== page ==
Has the Role of Female Leaders Changed in Times of Crises? Will a Male-Dominated Industry Like Logistics in Germany Go a Step Forward in the COVID 19-Pandemic
DHBW Mannheim, Germany
The logistics industry as one of Germanys main industries (ranking third after the car industry and the retail sector) with a turnover of 263 billion € in 2017 is employing almost 3 million people. (BMVI - Logistikstandort Deutschland, 2020) The CoVid 19 pandemic is affecting the industry two-fold: on the one-hand side passenger travel is on an all-time low, whereas deliveries for people who are working from home are on the rise. Experts predict a significant negative impact of 8.6% in 2020. (o.V., 2020)
Despite significant labor market progress over the last decades, women remain heavily underrepresented in high-earnings, high-status occupations. (Bertrand et al., 2018) The gender pay gap in Germany has been locked in at 22% for the last five year with no change in sight. Similarly, the access to top management or board positions is still very difficult for women: Between 2015 (less than 5%) and 2020 (approx. 7%) a short increase amongst the C-level positions in Corporate Germany held by women can be documented (none of these being CEO). On board level, women hold 30% and more of board positions in companies that are being regulated by a mandatory gender quota, and significantly less in companies without such a mandatory quota (o.V., 12f.). Looking at the logistics industry in Germany, it is still a “man’s world”. Despite approx. 20% of the workforce being female, most companies do not have a single woman on board level (4 out of 5 management teams are strictly male).
In our research we will identify and quantify requirements of competences from female leaders in combination with specific working situations that are considered successful during the COVID-19 pandemic (Heyse & Erpenbeck, 2009, XVII f.) (Sonntag, 2007, p. 267). How will the circumstances change the perception of leaders in the traditional logistics industry in Germany? Will there be more opportunities for women or will logistics take a step back and become even less diverse?
Hypothesis 1: During crises women as leaders will be viewed as successful master of these situations; Hypothesis 2: The perception of female leaders profits from the more flexible, digital work environment and the caring leadership in these critical times;
Hypothesis 3: In times of crises the competences of new leaders should be similar to those of the current management team.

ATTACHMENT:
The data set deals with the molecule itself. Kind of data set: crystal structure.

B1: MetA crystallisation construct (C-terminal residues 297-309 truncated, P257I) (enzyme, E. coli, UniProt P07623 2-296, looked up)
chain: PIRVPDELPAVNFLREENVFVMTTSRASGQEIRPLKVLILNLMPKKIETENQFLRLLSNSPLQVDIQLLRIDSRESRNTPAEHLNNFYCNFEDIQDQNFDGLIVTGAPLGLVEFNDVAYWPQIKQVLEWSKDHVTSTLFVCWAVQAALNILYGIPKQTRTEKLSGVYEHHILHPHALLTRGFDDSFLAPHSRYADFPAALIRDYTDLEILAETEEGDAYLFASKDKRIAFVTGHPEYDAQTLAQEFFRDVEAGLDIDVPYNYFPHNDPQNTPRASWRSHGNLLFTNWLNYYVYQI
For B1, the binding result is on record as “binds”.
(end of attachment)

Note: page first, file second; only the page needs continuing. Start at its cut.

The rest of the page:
Feminist Alliances and Mobilisation against Anti-gender Movement in Turkey
1University of Liverpool; 2Bahçeşehir University, Turkey; 3Lancaster University
The rise of right-wing populism in Europe triggered anti-gender movements and campaigns associating women with family, and traditional gender roles. Such campaigns which often intersect with religious fundamentalism, neo-liberalism and austerity politics, also manifested in Turkey as the authoritarianism ushered. This paper deals with a neglected dimension of anti-gender campaigning and looks at how they cultivate counter-activism and how mobilization emerges as a response to anti-feminism in Turkey. This article first explores how anti-gender movements manifest in Turkey and moves on examining how counter-mobilization emerged in response to anti-gender movements. Thus, the paper disrupts the monolithic understanding of anti-gender movements and explore civil society resistance. Theoretically, we draw on the social movement literature, and investigate ‘alliance systems’ (Della Porta and Rucht, 1995) that feminist groups established anti-gender movement within Turkish civil society. We find that alliances enhance the feminist groups’ capacity to resist and contend, which we term as activist capital in this paper. In terms of data, we rely on a wide range of publicly available interviews of the youth and NGO organisations, their open letters and manifestos as well as 25 interviews with feminist activists who lead the major women NGOs and feminist movements in Turkey and form cross-sectional, transnational and national alliances. We argue that the ultimate aim of such counter anti-feminist mobilisation is to challenge state feminism, create autonomous feminist movement and diffuse international norms and strategies. The preliminary findings also show that this counter mobilisation build women’s co-operative constellation by creating women only safe spaces, using of feminist social media, maintaining dynamic movement led by young generation of feminists and networking with femocrats and strengthening feminist triangles.
Decolonizing and Degendering Knowledge on EU-Turkey Relations
1Bahçeşehir University, Turkey; 2Turkish-German University, Turkey